Managing the organization structure In order for a business to realize its objectives, it requires to abide by the Moss assessment questions in order to see it through the firm goals. Members of staff answer the assessment tool questions in order to assess the development of the organization. The questions bring out a clear picture of an organization progress in achieving its objectives. The inquiry revolves around the issues within the premise and its members of staff. For instance, the inquiry addresses the organization projects, professionals, departments, performance review, customer’s concerns, and superior management among other inquiries.
With the questions answered by members of staff, an organization progress is evaluated (Moss, 2001). In this regard, by evaluating our organization progress, it is evident that the organization needs to work hard in order to attain the firm’s objectives successfully. For instance, departments do not necessarily compete, but simply perform their duties as assigned to them. In this context, the number of qualified personnel in the organization is calling for reform for the organization to achieve its target. With the assessment questions, they leave the firm with more to be done in order to accomplish the objectives set by our superiors.
The assessment questions from Moss can clearly outline the challenges that are the main reason of many organizations not meeting their set objectives (Moss, 2001). According to McNamara’s categories of an organization structure, there are four aspects of an organization. The characteristics are ladder of power, coordination of endeavor, the general goal, and sharing out of labor. In his view, an organization ladder of power is to regulate the access of outsiders by coming up with rules to enforce the action.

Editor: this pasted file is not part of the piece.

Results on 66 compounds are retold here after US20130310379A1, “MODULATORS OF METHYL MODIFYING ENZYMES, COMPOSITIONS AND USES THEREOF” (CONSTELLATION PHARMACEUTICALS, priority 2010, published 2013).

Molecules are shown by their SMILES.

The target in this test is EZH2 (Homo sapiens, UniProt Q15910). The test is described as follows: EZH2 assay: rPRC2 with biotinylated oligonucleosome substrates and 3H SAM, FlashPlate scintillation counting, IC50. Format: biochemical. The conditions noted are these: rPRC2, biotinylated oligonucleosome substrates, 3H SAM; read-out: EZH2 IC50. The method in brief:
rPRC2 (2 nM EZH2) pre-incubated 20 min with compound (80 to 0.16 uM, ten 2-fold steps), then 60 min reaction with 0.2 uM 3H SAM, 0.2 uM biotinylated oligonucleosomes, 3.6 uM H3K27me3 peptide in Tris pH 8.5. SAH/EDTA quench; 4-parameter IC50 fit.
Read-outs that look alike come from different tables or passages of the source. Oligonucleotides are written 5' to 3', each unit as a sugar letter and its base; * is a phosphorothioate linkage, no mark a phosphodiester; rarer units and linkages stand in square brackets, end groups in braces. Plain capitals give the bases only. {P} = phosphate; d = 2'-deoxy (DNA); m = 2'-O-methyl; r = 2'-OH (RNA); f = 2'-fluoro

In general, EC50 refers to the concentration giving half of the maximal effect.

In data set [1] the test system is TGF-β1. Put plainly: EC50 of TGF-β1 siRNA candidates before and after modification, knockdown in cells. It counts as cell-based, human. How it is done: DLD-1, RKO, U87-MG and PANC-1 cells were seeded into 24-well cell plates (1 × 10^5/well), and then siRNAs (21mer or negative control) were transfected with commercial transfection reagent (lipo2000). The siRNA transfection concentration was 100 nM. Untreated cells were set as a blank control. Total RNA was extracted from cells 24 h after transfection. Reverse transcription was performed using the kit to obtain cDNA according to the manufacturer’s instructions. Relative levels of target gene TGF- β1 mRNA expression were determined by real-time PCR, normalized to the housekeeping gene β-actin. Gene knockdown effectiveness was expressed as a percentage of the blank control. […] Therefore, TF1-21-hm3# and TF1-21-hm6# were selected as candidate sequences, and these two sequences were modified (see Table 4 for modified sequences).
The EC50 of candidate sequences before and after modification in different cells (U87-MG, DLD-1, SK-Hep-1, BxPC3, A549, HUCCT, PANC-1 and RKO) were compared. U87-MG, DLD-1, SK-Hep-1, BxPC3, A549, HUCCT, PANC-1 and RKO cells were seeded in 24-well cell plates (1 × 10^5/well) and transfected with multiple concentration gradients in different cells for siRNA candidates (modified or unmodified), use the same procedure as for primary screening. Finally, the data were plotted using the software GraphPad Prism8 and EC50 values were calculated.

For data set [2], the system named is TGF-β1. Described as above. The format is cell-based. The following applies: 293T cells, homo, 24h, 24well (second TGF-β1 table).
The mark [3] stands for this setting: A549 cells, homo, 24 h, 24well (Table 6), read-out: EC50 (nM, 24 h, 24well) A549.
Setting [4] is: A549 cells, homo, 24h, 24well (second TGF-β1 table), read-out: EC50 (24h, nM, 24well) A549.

On the other hand, he clearly gives a clear picture of sharing out of labor that he emphasis on the significance of providing machinery to smoothen the progress of labor division (Coffey, 2010). In the same context, McNamara argues that the member of staff should be involved in decision-making for a firm to accomplish its goals. According to McNamara view of organization culture, our organization needs to work hard to be in a position to successfully attain the goals. For instance, a member of staff is not involved in the decision-making hence departments tend to accomplish the duties assigned to them.
In the same context, the division of labor in our organization requires purchasing new machinery to facilitate the business to attain its objectives successfully (Coffey, 2010). In order for a firm to attain its goals effectively, the management requires to be in the same level with the actual involvement practice to the achievement of the goals. However, there are challenges such as the convolution matter as to whether a firm can set goals.
The goals, which are the prefecture of member of staff compromising the organization, need to be addressed. However, the management should come up with goals that are consistent and capable to merge efforts of members of staff in the organization. The management also needs to be careful with the foundation or nature of the objectives they set. In this regard, members of staffs should be involved in decision-making to enable them to be part of the organization, and to boost their morale. In so doing, many firms will be in a position to achieve the firm objectives (Flamholtz, 1996).
References Coffey, S. (2010). Understanding Organisational Culture in the Construction Industry. New York: Routledge. Flamholtz, E.G. , (1996): Effective Management Control: Theory and Practice. Boston: Kluwer Aca-demic Publishers. Moss, N. (2001). Quiz: What Is Your Corporate Culture? Retrieved 12 august 2014, from < http: //www. inc. com/articles/2001/08/23312.html >